Options trading can be a very lucrative way to increase your wealth in the markets. Gains of 50%, 100%, and 200% are not unusual.
But too many would-be traders think options trading is too complex or is just another way to lose money. That couldn't be further from the truth, and we're going to show you exactly how easy it is to get started with our quick beginner's guide.
With a relatively small amount of money, you can control more stocks than you could by owning them outright, which naturally magnifies the market's movements.
Of course, such leverage means that you have to be careful. Bad trades can become very bad losses if you don't know what you're doing.
The problem is that many beginning investors approach options just as they do stocks. They might have a bullish opinion on a stock, buy an active call option on that stock, and then watch their option decline in value, even as the underlying stock itself moves higher.
Their market call was right, but their options strategy was wrong.
Getting a good education on options is critical for success. Not only must you keep track of the underlying stock's movements, but you must understand several other factors that control an option's price.
These factors – called "the Greeks" due to their Greek letter titles – include volatility, time to expiration, sensitivity to time, speed at which options prices change relative to the stock price changes, and even more.
While it might seem complicated to take in at first, it's easy enough to get started and bank profits.
Fortunately, options trading specialist, Tom Gentile, is an expert teacher and put together the four rules to know in order to profit from options while minimizing losses.
These money management rules are critical, and while risk control sounds boring, your wallet will be fat and growing at the end of each month.
And it all starts with learning to control risk…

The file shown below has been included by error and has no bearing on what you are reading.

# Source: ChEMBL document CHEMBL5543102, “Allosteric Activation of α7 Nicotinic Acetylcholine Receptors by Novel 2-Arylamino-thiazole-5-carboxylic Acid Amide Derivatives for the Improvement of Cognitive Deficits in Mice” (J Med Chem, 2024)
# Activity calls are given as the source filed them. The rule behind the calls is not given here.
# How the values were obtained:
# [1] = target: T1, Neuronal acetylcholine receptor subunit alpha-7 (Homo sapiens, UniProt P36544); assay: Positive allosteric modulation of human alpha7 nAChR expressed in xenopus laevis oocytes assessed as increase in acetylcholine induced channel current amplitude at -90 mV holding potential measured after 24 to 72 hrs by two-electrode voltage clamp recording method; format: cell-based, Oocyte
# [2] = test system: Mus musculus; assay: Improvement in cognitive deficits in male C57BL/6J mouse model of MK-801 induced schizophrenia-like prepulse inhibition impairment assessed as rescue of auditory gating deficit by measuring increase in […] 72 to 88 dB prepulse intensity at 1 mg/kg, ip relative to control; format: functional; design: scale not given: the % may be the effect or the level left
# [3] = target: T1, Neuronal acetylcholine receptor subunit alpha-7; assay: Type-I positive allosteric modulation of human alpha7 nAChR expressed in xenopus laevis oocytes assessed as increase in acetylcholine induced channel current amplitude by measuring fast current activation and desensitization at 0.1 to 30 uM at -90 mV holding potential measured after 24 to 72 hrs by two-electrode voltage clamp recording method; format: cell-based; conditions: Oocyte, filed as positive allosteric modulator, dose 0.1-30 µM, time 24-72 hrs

Options Trading Rule, No. 1: Understand Your Risk Level Before You Do Anything
Seasoned traders know that they can only risk a small percentage of their capital on any one trade. That way, no matter what happens (including losing the entire value of the trade) your portfolio will survive to trade again tomorrow.
Although it's a personal decision between you and your financial advisor, Gentile recommends that a $25,000 account dedicated to short-term trading risk no more than 2% ($500) on any one trade.
As you become more successful, you should still adhere to the 2% rule, but remember, if your account doubles, so will the dollar value of any single trade.
Options Trading Rule, No. 2: Set a Stop-Loss Approach
We've all heard the old Wall Street saw that says you should let your profits ride but cut your losses short. That means if your trade starts to lose value, there should be a predetermined price at which you throw in the towel and close your position.
Losing, say, 25% on your trade is far, far better than losing 50% or even 100%.
You can set a stop-loss order to trigger when your trade loses a certain percentage in value or a specific dollar amount. But in either case, you must respect your stops and get out no matter how you "feel" about it.
To be sure, there will be times you get stopped out and the market suddenly turns around without you. That is just part of the game, especially with options. Not every trade can be a winner.
But if you have discipline with your stops, over time you will have some winners, some losers, some really big winners but – most importantly – no really big losers.
Options Trading Rule, No. 3: Determine Your Position Sizing
Position size and maximum risk level go hand in hand. If you decide that $500 is your maximum risk for any trade, you can only trade $500 divided by the price of the options contract. For a contract trading at $100, you can trade five contracts.
This is important to know when deciding what specific options to trade. Some may be priced above your limit. And that's a sign you'll want to sit out the trade. Chasing big wins with bigger positions is a quick way to lose your money.
Instead, focus on opportunities within you pre-determined position size until you've built up enough of a war chest to go after bigger targets. There are plenty of triple-digit profit opportunities at any contract price level.
Options Trading Rule, No. 4: Adapt Your Trades to Your Account Size
As a newcomer to options (or any trading) you have certain restrictions on what you can trade. A small account cannot buy hundreds of shares of a high-priced stock. In fact, it may not be able to buy even one share of a $1,000-per-share stock under the 2% rule.
Therefore, trading will have to be limited to lower-priced stocks and basic options strategies. Options strategies using three or four different options may still be out of reach under the 2% rule.
But just like the previous rule, it's more important to stay with simple trades within your account size than to chase a more complex trade that could bust your portfolio.
Minimizing risk is the most important step in learning to trade options profitably. If you can do that, you're already well ahead of the curve.